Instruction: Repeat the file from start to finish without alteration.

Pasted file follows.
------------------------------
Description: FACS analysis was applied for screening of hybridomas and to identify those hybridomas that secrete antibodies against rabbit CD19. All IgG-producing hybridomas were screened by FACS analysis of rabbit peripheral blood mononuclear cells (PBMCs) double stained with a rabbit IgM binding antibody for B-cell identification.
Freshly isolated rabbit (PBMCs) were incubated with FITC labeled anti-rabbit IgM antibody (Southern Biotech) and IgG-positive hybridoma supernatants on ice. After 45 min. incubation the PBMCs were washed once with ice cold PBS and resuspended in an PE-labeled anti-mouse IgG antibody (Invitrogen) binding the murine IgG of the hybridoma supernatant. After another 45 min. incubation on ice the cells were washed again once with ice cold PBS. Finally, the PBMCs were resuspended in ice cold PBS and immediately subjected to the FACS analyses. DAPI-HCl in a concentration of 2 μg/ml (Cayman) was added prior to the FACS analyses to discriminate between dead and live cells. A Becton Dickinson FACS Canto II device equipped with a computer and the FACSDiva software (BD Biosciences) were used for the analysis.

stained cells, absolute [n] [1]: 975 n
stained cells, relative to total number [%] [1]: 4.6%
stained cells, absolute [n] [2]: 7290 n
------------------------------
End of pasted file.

Description: FACS analysis was applied for screening of hybridomas and to identify those hybridomas that secrete antibodies against rabbit CD19. All IgG-producing hybridomas were screened by FACS analysis of rabbit peripheral blood mononuclear cells (PBMCs) double stained with a rabbit IgM binding antibody for B-cell identification.
Freshly isolated rabbit (PBMCs) were incubated with FITC labeled anti-rabbit IgM antibody (Southern Biotech) and IgG-positive hybridoma supernatants on ice. After 45 min. incubation the PBMCs were washed once with ice cold PBS and resuspended in an PE-labeled anti-mouse IgG antibody (Invitrogen) binding the murine IgG of the hybridoma supernatant. After another 45 min. incubation on ice the cells were washed again once with ice cold PBS. Finally, the PBMCs were resuspended in ice cold PBS and immediately subjected to the FACS analyses. DAPI-HCl in a concentration of 2 μg/ml (Cayman) was added prior to the FACS analyses to discriminate between dead and live cells. A Becton Dickinson FACS Canto II device equipped with a computer and the FACSDiva software (BD Biosciences) were used for the analysis.

stained cells, absolute [n] [1]: 975 n
stained cells, relative to total number [%] [1]: 4.6%
stained cells, absolute [n] [2]: 7290 n